The second request of the plaintiffs concerned the manner in which the victim can appeal the decision to terminate the investigation or criminal prosecution and to refuse to initiate the criminal prosecution. In particular, on the basis of Article 106, Part 11  of the Criminal Code, the victim has the right to appeal the decision of the prosecutor on termination of the investigation and/or criminal prosecution to the superior prosecutor. According to the disputed norm, only those victims had the right to appeal the decision of the superior prosecutor to the court, whose case was investigated under a particularly grave crime, or if the crime was included in the list of crimes under the State Inspector’s Service. While in the case of less serious and serious crimes, the decision of the superior prosecutor was final and was not subject to further appeal. A similar provision was included in the 2nd part of 168 of the CPC, which allows the victim to appeal the decision to refuse to initiate criminal prosecution.

According to the plaintiffs, this arrangement was contrary to the constitutional right to equality and unjustifiably discriminated between, on the one hand, victims of particularly grave crimes and, on the other hand, victims of less serious and/or serious crimes. The claimant considered it important that each victim experienced the damage caused by the crime with different intensity and that this circumstance did not depend on which category of crime a person suffered. In addition, the possibility of appeal by the position of the plaintiffs would also play a deterrent role and prevent a potential abuse of power by the investigative authorities.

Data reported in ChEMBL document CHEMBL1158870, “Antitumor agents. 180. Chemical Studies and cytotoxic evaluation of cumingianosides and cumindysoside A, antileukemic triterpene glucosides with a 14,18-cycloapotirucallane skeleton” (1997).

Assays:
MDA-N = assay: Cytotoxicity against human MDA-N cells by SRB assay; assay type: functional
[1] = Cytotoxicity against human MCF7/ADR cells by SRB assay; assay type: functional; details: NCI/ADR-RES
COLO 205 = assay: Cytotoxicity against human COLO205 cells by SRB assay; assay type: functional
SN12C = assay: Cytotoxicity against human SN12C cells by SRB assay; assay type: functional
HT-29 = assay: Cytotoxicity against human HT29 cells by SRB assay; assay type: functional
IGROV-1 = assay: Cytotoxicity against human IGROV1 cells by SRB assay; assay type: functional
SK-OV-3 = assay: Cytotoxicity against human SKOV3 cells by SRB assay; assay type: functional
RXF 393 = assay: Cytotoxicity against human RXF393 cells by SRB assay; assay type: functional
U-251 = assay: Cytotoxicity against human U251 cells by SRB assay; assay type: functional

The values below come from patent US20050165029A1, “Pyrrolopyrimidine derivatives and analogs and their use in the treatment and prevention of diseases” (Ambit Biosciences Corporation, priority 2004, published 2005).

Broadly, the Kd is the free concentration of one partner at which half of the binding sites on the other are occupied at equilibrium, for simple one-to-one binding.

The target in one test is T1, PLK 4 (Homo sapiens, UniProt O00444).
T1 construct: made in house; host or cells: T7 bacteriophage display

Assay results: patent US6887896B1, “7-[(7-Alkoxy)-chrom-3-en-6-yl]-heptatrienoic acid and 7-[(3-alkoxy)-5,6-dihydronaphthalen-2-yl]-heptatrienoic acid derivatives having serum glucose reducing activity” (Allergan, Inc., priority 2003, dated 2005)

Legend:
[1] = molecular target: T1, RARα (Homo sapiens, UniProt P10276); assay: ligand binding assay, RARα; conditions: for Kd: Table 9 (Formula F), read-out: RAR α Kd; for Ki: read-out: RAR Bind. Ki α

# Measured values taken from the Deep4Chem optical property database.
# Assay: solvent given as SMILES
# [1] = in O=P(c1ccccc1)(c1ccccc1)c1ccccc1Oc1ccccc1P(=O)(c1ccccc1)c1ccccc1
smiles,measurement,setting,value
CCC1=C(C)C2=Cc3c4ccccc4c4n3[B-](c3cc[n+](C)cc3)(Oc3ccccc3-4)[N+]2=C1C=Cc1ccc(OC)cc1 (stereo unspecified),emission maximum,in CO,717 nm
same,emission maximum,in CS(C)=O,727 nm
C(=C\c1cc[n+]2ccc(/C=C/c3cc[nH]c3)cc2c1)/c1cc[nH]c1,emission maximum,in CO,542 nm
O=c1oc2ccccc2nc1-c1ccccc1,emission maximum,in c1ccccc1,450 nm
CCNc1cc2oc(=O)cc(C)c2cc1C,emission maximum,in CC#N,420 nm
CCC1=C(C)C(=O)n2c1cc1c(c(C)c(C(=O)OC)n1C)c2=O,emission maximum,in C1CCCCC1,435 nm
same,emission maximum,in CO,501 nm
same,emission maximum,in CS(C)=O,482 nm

According to the position of the parliament, the defendant in this case, granting the right to appeal the decision of the investigation and/or criminal prosecution to the court may have caused a violation of the principle of competition while giving the right to appeal the prosecutor's decision through the court would have prevented the swift and efficient administration of justice.

The court identified that the ability of persons affected by particularly grave crimes to challenge the prosecutor's decisions in court is equally important for the category of persons affected by less serious and serious crimes. "According to the disputed norms, one category of person completely deprived of the possibility to use the appeal to the court as a means of protection of the right, even if the prosecutor terminates the investigation or criminal prosecution or refuses to initiate the prosecution."[1] The Constitutional Court considered that the interest of the victim to have information on the progress of the investigation and to check the legality of the aforementioned decisions made by the prosecutor through judicial control outweighs the possible risk of overloading the court, which is why the court considered the disputed norm unconstitutional.

It is important that the mentioned decision is already in force and it will affect all victims, regardless of the crime category. The spread of judicial control over the prosecutor's decisions will significantly contribute to preventing arbitrariness and possible mistakes in the investigation process, while the victims will actively participate in the proceedings and protect their rights and interests even more effectively.

This case was conducted by the Social Justice Center with the support from the USAID Rule of Law Program.

Footnote and Bibliography

[1] Ibid, II-73